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iPointer Mobile ‘Point and Search’ Technology

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iPointer Mobile ‘Point and Search’ Technology

iPointer Mobile ‘Point and Search’ Technology

Shortly after I started writing about “point and search” technology from GeoVector, I was contacted by Jerry King the COO of Intelligent Spatial Technologies. His company has similar visual point and search product for mobile devices called iPointer.

After about three weeks, I’m finally getting around to writing about it. (I did a shorter post here.) According to King, this is how it works:

In order to receive information about a point of interest, users simply point their cellphone or PDA at a building, landmark, or other identifiable location and click. On-demand location-specific information is then sent to the user’s handset over the wireless network. Initial target applications include self-guided tours, mobile real estate search, pedestrian navigation, and city guides. Intrinsic in all of these iPointer powered applications is the opportunity to also include highly targeted location-sensitive advertising.

As mentioned in the paragraph above, King’s company is initially establishing a foothold in the travel and tourism industry. On the phone, he likened iPointer to a next-generation museum tour (devices will be rented at points of interest). But as the remarks immediately above also suggest, the potential applications are much broader and the plans are much bigger.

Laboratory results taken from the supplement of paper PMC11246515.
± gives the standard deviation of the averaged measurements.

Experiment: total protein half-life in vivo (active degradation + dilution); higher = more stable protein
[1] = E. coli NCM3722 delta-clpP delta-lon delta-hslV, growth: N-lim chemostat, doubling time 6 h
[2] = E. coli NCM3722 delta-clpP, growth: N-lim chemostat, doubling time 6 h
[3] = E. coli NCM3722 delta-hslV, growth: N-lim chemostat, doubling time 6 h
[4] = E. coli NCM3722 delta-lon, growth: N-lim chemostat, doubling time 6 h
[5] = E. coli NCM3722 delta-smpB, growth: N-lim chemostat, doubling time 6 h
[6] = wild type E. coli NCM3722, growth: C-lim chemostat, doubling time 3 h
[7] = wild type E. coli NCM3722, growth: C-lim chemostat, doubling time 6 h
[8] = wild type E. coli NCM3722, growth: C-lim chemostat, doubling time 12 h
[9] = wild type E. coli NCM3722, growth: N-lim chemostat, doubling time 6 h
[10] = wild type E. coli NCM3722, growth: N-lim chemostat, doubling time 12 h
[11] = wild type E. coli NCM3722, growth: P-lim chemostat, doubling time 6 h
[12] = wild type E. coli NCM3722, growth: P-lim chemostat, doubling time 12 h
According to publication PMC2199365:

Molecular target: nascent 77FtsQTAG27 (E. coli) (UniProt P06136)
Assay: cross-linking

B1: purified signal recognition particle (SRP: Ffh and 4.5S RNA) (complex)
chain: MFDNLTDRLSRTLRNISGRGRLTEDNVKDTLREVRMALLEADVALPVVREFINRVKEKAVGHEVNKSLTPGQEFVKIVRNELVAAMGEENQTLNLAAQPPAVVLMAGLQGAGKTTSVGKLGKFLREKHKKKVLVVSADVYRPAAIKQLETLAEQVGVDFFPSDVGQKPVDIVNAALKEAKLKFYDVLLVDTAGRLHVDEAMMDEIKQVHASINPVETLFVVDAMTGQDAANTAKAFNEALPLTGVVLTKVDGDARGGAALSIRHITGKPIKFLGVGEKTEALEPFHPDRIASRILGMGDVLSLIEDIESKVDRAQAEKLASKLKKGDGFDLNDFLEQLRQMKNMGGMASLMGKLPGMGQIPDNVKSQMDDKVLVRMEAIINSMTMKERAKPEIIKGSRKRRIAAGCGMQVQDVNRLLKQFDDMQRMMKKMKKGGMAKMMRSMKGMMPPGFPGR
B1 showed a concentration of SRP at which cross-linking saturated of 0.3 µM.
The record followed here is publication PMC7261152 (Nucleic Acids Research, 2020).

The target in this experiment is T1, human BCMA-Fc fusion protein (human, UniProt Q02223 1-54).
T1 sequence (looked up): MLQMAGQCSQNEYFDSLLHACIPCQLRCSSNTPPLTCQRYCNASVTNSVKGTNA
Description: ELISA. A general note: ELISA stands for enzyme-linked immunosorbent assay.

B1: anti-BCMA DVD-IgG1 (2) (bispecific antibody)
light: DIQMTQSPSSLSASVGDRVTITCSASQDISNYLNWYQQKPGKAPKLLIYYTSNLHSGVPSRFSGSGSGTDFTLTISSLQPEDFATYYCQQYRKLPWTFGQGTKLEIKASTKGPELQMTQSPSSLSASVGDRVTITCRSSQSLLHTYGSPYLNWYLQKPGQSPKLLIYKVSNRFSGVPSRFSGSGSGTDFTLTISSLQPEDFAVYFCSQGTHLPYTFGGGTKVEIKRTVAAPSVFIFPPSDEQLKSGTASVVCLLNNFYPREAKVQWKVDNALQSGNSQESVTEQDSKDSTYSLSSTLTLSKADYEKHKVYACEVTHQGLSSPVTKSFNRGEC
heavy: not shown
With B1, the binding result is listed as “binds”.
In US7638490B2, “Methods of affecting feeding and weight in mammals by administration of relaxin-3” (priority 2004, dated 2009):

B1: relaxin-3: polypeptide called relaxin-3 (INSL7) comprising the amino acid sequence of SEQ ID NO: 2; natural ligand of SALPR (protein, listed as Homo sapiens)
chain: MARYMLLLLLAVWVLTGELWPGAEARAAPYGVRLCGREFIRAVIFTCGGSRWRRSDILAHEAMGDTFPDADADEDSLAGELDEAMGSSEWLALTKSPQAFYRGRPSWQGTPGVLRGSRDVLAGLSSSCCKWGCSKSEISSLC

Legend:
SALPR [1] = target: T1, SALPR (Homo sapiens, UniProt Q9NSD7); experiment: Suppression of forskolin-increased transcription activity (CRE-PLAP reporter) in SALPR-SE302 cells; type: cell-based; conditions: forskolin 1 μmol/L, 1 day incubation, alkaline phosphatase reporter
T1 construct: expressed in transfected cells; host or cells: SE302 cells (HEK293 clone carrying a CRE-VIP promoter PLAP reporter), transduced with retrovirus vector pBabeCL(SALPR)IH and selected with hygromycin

Point and search or visual mobile local search is something most people aren’t thinking that much about as a mobile use case. They’re focused instead on SMS, wireless web or some version of enhanced DA. But I think people would be wise to consider the potential impact of point and search.

As one barrier to adoption it relies on a PDA or smartphone. But the user experience is richer and more intuitive than what’s currently available on most mobile devices. And, like other mobile-local search, the user behavior is “directional” and will thus offer marketers “opt-in” intentionality with the immediacy of mobile’s “need it now” use case.

My feeling is that these kinds of point and search apps are going to be extremely popular for certain types of mobile lookups, provided they become widely available in US markets.

Greg Sterling is the founding principal of Sterling Market Intelligence, a consulting and research firm focused on online consumer and advertiser behavior and the relationship between the Internet and traditional media, with an emphasis on the local marketplace.

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